Standard & Poor’s Ratings Services has assigned its ‘BBB’ foreign currency senior unsecured debt rating to the
- Republic of South Africa ‘s proposed Eurobond.
The assignment of the new rating follows the upgrade, on May 7, of Standard & Poor’s long-term foreign currency ratings on South Africa to ‘BBB’ from ‘BBB-‘, and of its local currency ratings to ‘A/A-1’ from ‘A-/A-2’. The outlook on South Africa is stable.
“The upgrade reflects the continued strength of South Africa ‘s fiscal performance, and ongoing improvements in the country’s external position,” says Standard & Poor’s credit analyst Mame-Fatou Diagne. “In addition, the government has continued to strengthen its track record of sound economic management and reform implementation in a challenging external environment, and it is not expected to deviate from its course of orthodox economic policies in the foreseeable future.”
Since 1994, structural reforms have achieved a diversification of the economy and increased its openness. As a result, South Africa’s economy has been reasonably successful in weathering the current global slowdown. The ongoing implementation of growth-enhancing structural reforms (particularly in the labour market), coupled with the prudent loosening of fiscal policy and well-designed development and social policies, will underpin a further increase in growth.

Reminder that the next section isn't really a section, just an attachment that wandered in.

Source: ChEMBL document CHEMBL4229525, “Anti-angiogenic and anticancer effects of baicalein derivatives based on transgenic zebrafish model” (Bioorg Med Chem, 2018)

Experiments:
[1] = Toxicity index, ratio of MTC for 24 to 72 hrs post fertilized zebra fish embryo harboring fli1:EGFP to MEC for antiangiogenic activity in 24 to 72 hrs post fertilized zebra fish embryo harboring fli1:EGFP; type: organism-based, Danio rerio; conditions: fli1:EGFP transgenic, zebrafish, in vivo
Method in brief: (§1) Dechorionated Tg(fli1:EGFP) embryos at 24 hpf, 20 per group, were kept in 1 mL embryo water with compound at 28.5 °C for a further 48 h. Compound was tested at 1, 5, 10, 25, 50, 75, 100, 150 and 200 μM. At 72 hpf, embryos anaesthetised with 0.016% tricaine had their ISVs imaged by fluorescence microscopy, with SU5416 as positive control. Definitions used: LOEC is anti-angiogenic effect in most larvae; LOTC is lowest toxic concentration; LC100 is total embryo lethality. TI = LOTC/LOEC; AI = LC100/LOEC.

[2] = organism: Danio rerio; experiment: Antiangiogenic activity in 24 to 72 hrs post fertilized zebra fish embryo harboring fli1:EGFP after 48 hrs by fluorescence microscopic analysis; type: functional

Growth, however, is unlikely to rise much above 4% over the medium term a level that would allow a more rapid amelioration of the country’s chronic unemployment and social problems. Factors still constraining growth include low levels of domestic savings and investment and labour market rigidities. The HIV/Aids pandemic will also place a severe burden on South Africa ‘s economy in the coming decade.
“Nevertheless, cautious fiscal and monetary policies, coupled with growth-enhancing structural reforms and continued policy delivery on the social front, will support stability and the government’s creditworthiness over the coming years,” says Diagne. “The continuation of privatisation should underpin foreign investment inflows and allow the reserve bank to build up its international reserves, which would also be critical to reduce external vulnerability. Longer-term rating prospects hinge on higher growth, sustained delivery on social issues, and structural reforms aimed at addressing unemployment and poverty, thereby entrenching political and social stability.”